Is Democracy the worst form of government? What form of democracy does the entire world respect? Can any country's democracy really be participatory in true sense? Do we need the existing form of democracy or not?
These questions came up as panelists at the annual Jaipur Literature Festival held discussions on democracies in India and abroad, during the debate 'Is democracy the worst form of government?' at the concluding session of the five-day festival today.
In conversation were advisor to the Bihar Chief Minister Pawan Verma, BJP leader Murli Manohar Joshi, AAP leader Shazia Ilmi, first female president of a registered political party in Bhutan Lily Wangchuk, Bangladesh writer K Anis Ahmed, foreign correspondent and author Peter Godwin and journalist-author Indrajit Hazra.
"I am a proud beneficiary of democracy which was gifted to us by our king in 2008. The story of democracy in Bhutan is unique one. The anarchy that Bhutan has witnessed, with this gift, we have nothing to complain about," Wangchuck said.
"Now that we are dealing with challenges associated with democracy, we know there will always be difference in a democracy that is gifted and a democracy that is fought for.
There is no system that is completely perfect but there always bad and worse things, so democracy will be the bad one anarchy the worse," she added.
Peter said, "I have witnessed two strong examples that are the best arguments in favour of democracy-- the end of Soviet Union and the end of apartheid in South Africa.
The thing to discuss is what happens when there is a lack of democracy? It is often ugly, rude and loud but it is undoubtedly the best way of managing a transition.
Stating that India's democracy is an example which even the countries abroad look up to, Peter said, "If democracy will collapse in India, what will happen in other countries which look up to India's democracy as one of the strongest examples.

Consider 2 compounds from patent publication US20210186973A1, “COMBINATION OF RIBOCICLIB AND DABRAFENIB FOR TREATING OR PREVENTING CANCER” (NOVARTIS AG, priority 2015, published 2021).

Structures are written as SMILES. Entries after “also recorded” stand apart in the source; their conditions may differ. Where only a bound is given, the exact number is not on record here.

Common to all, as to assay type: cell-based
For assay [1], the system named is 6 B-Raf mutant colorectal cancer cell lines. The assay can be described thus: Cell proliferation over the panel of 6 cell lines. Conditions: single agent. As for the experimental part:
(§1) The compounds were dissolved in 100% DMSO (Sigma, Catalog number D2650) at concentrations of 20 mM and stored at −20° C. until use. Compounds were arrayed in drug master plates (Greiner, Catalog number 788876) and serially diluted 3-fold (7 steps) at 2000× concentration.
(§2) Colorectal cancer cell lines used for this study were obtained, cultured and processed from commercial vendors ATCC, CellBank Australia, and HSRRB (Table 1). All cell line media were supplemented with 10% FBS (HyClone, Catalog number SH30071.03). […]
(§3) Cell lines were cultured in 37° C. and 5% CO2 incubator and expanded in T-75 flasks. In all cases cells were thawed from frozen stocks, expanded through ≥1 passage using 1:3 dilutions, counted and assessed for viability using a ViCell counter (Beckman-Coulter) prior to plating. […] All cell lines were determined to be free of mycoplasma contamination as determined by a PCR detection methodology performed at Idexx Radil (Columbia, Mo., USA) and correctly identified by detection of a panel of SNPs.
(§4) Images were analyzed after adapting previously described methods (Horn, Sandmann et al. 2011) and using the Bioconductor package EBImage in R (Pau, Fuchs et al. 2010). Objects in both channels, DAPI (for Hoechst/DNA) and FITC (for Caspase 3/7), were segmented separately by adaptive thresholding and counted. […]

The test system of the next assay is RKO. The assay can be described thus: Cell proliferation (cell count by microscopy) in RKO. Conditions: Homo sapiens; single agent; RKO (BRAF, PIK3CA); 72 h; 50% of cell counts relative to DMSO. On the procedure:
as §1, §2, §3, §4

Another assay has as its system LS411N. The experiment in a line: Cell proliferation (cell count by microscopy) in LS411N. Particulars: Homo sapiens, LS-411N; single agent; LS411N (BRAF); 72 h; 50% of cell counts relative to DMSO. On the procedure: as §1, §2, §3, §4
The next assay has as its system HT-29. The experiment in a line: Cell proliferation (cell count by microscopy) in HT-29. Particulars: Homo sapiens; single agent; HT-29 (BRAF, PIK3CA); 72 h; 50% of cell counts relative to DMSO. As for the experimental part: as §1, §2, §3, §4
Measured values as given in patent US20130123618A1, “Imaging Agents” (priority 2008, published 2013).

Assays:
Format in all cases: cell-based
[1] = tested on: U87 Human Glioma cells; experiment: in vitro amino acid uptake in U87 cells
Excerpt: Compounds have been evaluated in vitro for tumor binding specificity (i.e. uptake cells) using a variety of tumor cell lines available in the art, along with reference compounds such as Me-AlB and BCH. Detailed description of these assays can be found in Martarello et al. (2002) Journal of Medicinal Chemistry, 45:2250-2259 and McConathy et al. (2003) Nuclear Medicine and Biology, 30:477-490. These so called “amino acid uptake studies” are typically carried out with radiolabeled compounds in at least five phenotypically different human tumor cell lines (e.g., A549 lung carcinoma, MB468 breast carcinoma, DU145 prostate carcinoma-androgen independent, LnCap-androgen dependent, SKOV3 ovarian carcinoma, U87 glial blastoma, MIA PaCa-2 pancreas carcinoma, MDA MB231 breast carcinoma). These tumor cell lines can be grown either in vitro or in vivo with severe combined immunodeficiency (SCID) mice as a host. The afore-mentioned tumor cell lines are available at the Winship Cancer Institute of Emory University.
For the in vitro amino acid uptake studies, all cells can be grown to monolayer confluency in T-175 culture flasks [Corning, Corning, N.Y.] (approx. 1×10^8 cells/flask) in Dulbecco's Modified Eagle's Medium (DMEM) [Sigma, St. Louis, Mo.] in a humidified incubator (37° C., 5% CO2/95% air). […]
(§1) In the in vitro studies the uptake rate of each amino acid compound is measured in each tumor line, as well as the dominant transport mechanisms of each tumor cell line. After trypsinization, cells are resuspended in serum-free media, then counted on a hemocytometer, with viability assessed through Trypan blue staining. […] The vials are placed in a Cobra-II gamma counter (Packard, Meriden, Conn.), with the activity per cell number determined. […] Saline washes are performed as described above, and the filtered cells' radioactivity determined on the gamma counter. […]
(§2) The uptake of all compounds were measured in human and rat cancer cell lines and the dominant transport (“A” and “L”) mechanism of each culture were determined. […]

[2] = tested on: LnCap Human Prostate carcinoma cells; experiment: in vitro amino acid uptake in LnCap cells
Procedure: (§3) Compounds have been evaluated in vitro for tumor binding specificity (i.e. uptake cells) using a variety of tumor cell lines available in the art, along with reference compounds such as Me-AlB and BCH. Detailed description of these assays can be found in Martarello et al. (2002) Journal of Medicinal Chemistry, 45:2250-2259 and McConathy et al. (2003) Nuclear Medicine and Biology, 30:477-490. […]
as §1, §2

Aam Aadmi party leader Shazia Ilmi supported the views, but advocated that there is need to relook the methods of participation in our democracy.
"Democracy unrealised, democracy unfulfilled, a democracy which is not real will become a tragic democracy in years to come. The required symbol of democracy is not franchise but protests," she said.
"One third (members) of the Indian parliament has serious charges of corruption, and one third of the parliament has people who are there because of feudal dynasty politics so there is bound to be a conflict of interest? So, are we democratic in true sense?", asked Shazia.
"We no longer need enraged citizens, we need engaged citizens to fill the divide between the political class and the common man," she said.
Pavan Verma supported Shazia's argument, saying that we are taking democracy for granted.
"We have started to take democracy for granted and we have forgotten that it came through a process," he said.
However, BJP leader Murli Manohar Joshi said that no wonder how many defects are there in democracy, he likes it as it is.
"If it is wrong, we fight for it. When Emergency was imposed in 1975, we fought for it and democracy was reimposed. I like it, I respect it and will fight for it," Joshi said.